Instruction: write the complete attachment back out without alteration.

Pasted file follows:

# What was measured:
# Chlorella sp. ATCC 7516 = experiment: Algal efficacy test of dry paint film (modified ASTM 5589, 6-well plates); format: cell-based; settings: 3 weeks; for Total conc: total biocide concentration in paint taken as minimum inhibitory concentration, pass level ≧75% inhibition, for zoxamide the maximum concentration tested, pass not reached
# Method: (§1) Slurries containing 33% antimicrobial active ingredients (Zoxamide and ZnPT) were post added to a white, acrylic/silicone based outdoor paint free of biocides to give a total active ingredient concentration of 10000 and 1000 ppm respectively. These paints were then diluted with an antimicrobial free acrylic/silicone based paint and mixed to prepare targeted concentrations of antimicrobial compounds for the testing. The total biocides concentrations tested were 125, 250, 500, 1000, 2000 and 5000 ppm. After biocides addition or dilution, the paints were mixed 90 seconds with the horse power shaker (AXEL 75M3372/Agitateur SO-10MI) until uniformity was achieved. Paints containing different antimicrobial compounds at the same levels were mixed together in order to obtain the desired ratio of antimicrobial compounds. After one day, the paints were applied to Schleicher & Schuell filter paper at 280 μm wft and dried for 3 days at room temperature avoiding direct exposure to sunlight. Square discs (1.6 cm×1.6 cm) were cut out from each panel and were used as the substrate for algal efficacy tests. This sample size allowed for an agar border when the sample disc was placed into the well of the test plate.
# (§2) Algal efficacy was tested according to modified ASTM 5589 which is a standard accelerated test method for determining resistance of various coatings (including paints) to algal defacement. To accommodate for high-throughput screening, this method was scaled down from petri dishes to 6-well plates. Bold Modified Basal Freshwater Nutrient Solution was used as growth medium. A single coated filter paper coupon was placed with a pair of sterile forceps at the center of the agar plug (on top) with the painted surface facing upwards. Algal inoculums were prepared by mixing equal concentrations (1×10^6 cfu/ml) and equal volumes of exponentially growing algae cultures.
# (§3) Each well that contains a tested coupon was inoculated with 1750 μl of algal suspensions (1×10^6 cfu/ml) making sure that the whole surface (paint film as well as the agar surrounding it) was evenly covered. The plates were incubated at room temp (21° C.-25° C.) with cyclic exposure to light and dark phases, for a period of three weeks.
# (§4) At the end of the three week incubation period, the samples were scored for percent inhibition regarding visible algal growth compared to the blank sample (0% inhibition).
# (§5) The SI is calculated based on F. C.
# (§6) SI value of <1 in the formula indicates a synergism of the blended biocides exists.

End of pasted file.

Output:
# What was measured:
# Chlorella sp. ATCC 7516 = experiment: Algal efficacy test of dry paint film (modified ASTM 5589, 6-well plates); format: cell-based; settings: 3 weeks; for Total conc: total biocide concentration in paint taken as minimum inhibitory concentration, pass level ≧75% inhibition, for zoxamide the maximum concentration tested, pass not reached
# Method: (§1) Slurries containing 33% antimicrobial active ingredients (Zoxamide and ZnPT) were post added to a white, acrylic/silicone based outdoor paint free of biocides to give a total active ingredient concentration of 10000 and 1000 ppm respectively. These paints were then diluted with an antimicrobial free acrylic/silicone based paint and mixed to prepare targeted concentrations of antimicrobial compounds for the testing. The total biocides concentrations tested were 125, 250, 500, 1000, 2000 and 5000 ppm. After biocides addition or dilution, the paints were mixed 90 seconds with the horse power shaker (AXEL 75M3372/Agitateur SO-10MI) until uniformity was achieved. Paints containing different antimicrobial compounds at the same levels were mixed together in order to obtain the desired ratio of antimicrobial compounds. After one day, the paints were applied to Schleicher & Schuell filter paper at 280 μm wft and dried for 3 days at room temperature avoiding direct exposure to sunlight. Square discs (1.6 cm×1.6 cm) were cut out from each panel and were used as the substrate for algal efficacy tests. This sample size allowed for an agar border when the sample disc was placed into the well of the test plate.
# (§2) Algal efficacy was tested according to modified ASTM 5589 which is a standard accelerated test method for determining resistance of various coatings (including paints) to algal defacement. To accommodate for high-throughput screening, this method was scaled down from petri dishes to 6-well plates. Bold Modified Basal Freshwater Nutrient Solution was used as growth medium. A single coated filter paper coupon was placed with a pair of sterile forceps at the center of the agar plug (on top) with the painted surface facing upwards. Algal inoculums were prepared by mixing equal concentrations (1×10^6 cfu/ml) and equal volumes of exponentially growing algae cultures.
# (§3) Each well that contains a tested coupon was inoculated with 1750 μl of algal suspensions (1×10^6 cfu/ml) making sure that the whole surface (paint film as well as the agar surrounding it) was evenly covered. The plates were incubated at room temp (21° C.-25° C.) with cyclic exposure to light and dark phases, for a period of three weeks.
# (§4) At the end of the three week incubation period, the samples were scored for percent inhibition regarding visible algal growth compared to the blank sample (0% inhibition).
# (§5) The SI is calculated based on F. C.
# (§6) SI value of <1 in the formula indicates a synergism of the blended biocides exists.